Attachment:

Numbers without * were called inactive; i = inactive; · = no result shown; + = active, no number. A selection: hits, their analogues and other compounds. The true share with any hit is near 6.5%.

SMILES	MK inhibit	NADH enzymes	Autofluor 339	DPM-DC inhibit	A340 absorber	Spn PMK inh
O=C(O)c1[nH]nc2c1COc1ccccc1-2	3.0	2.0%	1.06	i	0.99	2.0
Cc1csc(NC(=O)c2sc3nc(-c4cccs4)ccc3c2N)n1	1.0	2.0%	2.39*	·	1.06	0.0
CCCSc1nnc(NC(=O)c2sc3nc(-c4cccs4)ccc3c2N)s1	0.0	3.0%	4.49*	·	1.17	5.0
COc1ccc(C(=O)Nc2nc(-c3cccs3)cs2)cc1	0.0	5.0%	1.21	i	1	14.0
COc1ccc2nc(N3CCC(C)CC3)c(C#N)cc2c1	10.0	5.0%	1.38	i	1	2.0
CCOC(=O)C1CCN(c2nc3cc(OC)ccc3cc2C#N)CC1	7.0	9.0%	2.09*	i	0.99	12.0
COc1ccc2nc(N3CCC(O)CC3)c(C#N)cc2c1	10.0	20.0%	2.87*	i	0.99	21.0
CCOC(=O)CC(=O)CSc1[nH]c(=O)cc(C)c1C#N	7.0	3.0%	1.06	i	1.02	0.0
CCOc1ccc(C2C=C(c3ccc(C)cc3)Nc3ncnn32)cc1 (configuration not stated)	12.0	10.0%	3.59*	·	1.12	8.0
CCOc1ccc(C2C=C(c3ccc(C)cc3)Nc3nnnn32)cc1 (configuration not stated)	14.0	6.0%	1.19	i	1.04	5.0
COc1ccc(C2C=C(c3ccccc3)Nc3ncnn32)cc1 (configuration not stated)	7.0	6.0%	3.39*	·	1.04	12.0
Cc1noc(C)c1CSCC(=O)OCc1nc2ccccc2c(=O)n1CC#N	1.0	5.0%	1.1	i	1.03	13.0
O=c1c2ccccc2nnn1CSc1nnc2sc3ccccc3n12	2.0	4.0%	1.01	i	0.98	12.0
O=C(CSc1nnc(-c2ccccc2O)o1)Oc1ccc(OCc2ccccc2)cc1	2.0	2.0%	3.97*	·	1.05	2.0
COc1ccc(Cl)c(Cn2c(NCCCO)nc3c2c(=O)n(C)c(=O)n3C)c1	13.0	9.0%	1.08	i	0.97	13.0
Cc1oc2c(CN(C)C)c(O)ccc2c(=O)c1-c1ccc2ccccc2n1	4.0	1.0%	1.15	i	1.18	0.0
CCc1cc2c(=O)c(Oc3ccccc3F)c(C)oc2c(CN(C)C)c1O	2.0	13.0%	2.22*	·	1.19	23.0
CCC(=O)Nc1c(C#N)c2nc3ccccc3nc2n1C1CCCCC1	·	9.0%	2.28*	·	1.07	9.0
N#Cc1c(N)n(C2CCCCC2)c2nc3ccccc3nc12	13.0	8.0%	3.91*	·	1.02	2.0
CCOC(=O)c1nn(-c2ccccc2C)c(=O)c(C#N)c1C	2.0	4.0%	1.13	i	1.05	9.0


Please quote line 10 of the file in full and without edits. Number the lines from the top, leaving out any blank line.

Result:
CCOC(=O)CC(=O)CSc1[nH]c(=O)cc(C)c1C#N	7.0	3.0%	1.06	i	1.02	0.0